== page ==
With COVID-19 declared to be a pandemic, event cancellation has become a hot topic. As a result, event organizers have been reviewing the Force Majeure clauses in their contracts and lawyers are dusting off older legal texts to help with interpretation of this historically common contract clause. Event Cancellation Insurance (ECI) policies also must be reviewed for coverage, but in these unusual circumstances, there may be considerable uncertainty for both insurers and insureds.
ECI is a type of insurance product designed to protect revenues and expenses associated with insured events that must be cancelled or postponed as a direct result of unforeseen circumstances, or an unexpected cause that is beyond the control of the organizer or attendees. The types of events that are often covered include, but are not limited to, meetings, weddings, trade shows, conferences, exhibitions, performances, concert tours and sporting events.
ECI may not cover all unforeseen circumstances that result in event cancellation. If you are contemplating making a claim through your ECI policy or are an insurer facing such a claim, a careful review of the policy wording and all Exclusions must be undertaken. The date of the policy, and the date on which the event occurs or commences may also be relevant, as there often is a 14-day period for the policy to become active. A review of any Non-Appearance Insurance or other insurance policies that may provide relief should also be undertaken, as ECI is not always available depending on the reason for cancellation.
While each policy has to be reviewed individually in the context of the particular facts, ECI policies may limit coverage to one of the following non-exhaustive list of situations:
- Adverse weather;
- Natural disaster, such as earthquake, flood, fire or tornado;
- Labour disputes;
- Non-Appearance of performers or keynote speakers; and
- War, terrorism or riots.
ECI policies that cover "all causes" may cover cancellations due to a communicable disease outbreak, such as COVID-19. Consideration may have to be given to: (i) the timing of the event and its cancellation; (ii) where the event is being held, the situation at the time of cancellation and projected developments; (iii) the size of the event; and (iii) from where the participants are coming, to assess whether event cancellation was necessary, and the situation was beyond the control of the organizers and participants.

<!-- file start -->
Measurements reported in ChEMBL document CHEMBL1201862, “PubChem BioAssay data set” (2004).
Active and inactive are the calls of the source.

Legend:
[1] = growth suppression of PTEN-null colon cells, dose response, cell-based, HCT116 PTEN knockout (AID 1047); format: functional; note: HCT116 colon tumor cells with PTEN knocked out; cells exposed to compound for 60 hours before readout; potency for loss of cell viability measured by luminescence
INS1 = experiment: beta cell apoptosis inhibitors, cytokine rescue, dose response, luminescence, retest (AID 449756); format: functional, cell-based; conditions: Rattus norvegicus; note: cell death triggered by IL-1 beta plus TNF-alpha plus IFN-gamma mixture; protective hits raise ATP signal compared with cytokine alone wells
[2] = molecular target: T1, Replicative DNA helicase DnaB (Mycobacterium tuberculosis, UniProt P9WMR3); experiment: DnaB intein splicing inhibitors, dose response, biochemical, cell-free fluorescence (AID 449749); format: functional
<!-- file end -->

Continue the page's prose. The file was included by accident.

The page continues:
If "communicable diseases" are clearly and expressly excluded (and/or pandemic or government-declared quarantines are excluded, which occurs in some ECI policies), such exclusions would appear reasonably clear to apply to a COVID-19 outbreak and obviate coverage. Other exclusions, such as those relating to biological pathogen, would not be expected to apply, since they usually relate to intentional or malicious use (i.e., terrorism).
ECI policy conditions may also require the insured to mitigate the loss, including best efforts to reschedule the cancelled event. If the event cannot be rescheduled and the amount of the loss is increased, the insured should have evidence of steps attempted and a reasonable basis for not being able to reschedule in order to fulfill this policy condition.
As it is unlikely that most policies issued prior to January 2020 contemplated a viral outbreak such as COVID-19, previously issued policies did not cover this potential threat, nor was this risk assessed by insurers when calculating the premiums for such a policy. However, it can be expected that insurers will now be revising their policy exclusions and premium pricings for certain endorsements. Companies and individuals looking to purchase ECI insurance on a go-forward basis should meet and consult with a knowledgeable insurance broker, and carefully review the policies now being offered to ensure the policy covers their needs, or whether additional insurance or added endorsements need to be purchased to manage prospective financial losses resulting from event cancellation. As large-scale events continue to be cancelled around the globe, uncertainty prevails as to when the crisis will be over, and there is the possibility of some regions recovering faster than others, this product becomes more important and potentially complex.
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